Modelled after the artist himself, imagery of the bald-headed figure whether yawning, grinning, or staring vacantly, have echoed throughout Fang’s works since 1989 as a symbol of popi, a term borrowed from a Chinese folk adage signifying a rogue or punk character. Critic Li Xianting examines Fang’s recurring shaved head motif in relation to Popi as “a solution towards internalised self-salvation,” a sentiment found throughout Chinese history especially during times of political restriction. (Li X.T., ‘The “Shaved Head POPI” Created by Fang Lijun,' in R. Malasch, P. Hovdenakk, and Li X.T., Fang Lijun, Amsterdam: Stedelijk Museum Amsterdam, 1998) Swaggering towards the viewer, a bald protagonist flamboyantly flaunts a brightly coloured and patterned swimsuit, fashion not depicted in other 1992 works, instilling not only a stark contrast to the conservative Cultural Revolution era uniforms of the past but also to the subdued blue or grey shirts donned by other characters in the series. Exclaiming cheerfully or beaming inanely, Fang’s bald-headed characters exemplify Fang’s translation of popi’s rebellious mockery into self-mockery, an emblem of personal escape from a system of meaning. The bald people swimming in Series 2 No. 10 furthermore foreshadow Fang’s acclaimed series of woodcuts created beginning in 1995 that re-investigate the imagery of the swimmer coming up for air.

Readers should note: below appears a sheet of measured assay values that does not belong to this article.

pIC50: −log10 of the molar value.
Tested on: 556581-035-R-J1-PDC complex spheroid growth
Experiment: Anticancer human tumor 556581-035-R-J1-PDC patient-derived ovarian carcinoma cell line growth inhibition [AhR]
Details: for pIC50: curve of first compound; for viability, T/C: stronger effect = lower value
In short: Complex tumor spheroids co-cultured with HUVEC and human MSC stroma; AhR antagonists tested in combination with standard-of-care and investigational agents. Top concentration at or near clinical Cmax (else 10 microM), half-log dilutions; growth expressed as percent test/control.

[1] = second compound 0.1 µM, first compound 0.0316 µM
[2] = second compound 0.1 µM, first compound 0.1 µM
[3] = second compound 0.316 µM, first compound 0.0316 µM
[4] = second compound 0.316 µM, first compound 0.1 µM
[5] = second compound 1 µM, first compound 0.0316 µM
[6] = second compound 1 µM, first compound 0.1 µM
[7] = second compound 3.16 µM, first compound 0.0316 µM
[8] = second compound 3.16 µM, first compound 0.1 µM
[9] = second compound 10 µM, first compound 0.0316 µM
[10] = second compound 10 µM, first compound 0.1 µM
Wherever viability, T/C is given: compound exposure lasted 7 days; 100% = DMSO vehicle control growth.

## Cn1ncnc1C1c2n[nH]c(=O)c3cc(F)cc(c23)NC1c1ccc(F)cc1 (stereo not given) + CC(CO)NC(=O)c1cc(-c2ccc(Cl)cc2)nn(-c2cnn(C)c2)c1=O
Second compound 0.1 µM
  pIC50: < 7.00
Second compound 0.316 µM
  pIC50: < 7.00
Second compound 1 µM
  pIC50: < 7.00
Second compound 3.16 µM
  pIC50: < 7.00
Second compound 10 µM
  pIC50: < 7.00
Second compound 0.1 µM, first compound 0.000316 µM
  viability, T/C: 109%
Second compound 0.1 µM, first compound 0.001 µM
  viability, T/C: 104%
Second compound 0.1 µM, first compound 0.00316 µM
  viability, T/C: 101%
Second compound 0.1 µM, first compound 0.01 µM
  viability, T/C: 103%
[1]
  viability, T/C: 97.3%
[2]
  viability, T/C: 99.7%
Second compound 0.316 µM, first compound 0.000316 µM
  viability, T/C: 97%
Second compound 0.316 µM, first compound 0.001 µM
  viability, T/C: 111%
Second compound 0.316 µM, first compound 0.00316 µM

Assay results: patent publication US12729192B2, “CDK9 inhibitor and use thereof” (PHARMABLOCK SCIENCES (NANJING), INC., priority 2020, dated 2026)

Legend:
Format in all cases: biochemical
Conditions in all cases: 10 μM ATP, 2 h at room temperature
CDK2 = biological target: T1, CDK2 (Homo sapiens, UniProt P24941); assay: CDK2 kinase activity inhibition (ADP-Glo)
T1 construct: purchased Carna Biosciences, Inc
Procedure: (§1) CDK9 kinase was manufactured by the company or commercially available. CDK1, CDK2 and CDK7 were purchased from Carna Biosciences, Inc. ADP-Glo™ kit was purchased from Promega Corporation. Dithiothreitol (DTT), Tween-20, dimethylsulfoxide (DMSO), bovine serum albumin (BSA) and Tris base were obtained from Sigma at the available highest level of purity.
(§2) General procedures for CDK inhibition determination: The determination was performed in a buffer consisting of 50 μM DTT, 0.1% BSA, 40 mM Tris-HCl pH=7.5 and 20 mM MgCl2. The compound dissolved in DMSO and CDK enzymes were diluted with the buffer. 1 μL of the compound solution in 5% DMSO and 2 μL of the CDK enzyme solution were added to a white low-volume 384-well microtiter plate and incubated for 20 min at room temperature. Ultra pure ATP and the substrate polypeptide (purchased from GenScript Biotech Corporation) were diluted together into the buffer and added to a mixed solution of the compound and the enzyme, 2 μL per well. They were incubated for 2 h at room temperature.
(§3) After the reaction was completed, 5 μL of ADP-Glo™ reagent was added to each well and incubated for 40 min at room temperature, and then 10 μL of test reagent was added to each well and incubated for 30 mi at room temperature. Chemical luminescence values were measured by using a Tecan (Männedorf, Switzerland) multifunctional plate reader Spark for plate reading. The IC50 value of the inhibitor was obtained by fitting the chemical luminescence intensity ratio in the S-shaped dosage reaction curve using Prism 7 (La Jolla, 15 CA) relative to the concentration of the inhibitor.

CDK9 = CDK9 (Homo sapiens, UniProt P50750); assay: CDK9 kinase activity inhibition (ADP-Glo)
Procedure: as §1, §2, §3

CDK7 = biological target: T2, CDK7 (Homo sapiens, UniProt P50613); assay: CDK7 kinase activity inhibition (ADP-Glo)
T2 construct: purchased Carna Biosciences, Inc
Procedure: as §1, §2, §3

Though the image of the bald man lost on the seashore and avoiding eye contact with the water is a major theme in the 1992 paintings, the present lot is unlike many of its counterparts in that it reveals several figures who actually take the daring leap into the water, an audacious move that also prefigures Fang’s following blue Swimming series. Water first appears in Fang Lijun’s paintings as far back as 1984. However, Fang does not seriously engage with the topic until the 1990s during which the artist looked to the indeterminacy and malleability of the medium as a central theme in his painting. As an artist concerned with portraying humans and humanity in his work, the theme of water becomes a critical lens through which Fang views the boundlessness of human nature. “Water is very close to my understanding of human nature,” Fang asserts, it is “liquid, not rule-bound… uncertain, like human feelings. You can’t live without water… but too much water will drown you.” In the early 1990s, Fang himself was often seen swimming and experimenting with an underwater camera at the pool in the Friendship Hotel, where he lived for a period of time with his wife, and where many other artists convened. In contrast to the confrontational stance of the work created by the ’85 New Wave artists and the general idealism of the 1980s, the oblivious bald-headed figures illustrated in the present lot profoundly describe the bludgeoning sense of helplessness affecting the state of mind of Fang’s generation in China.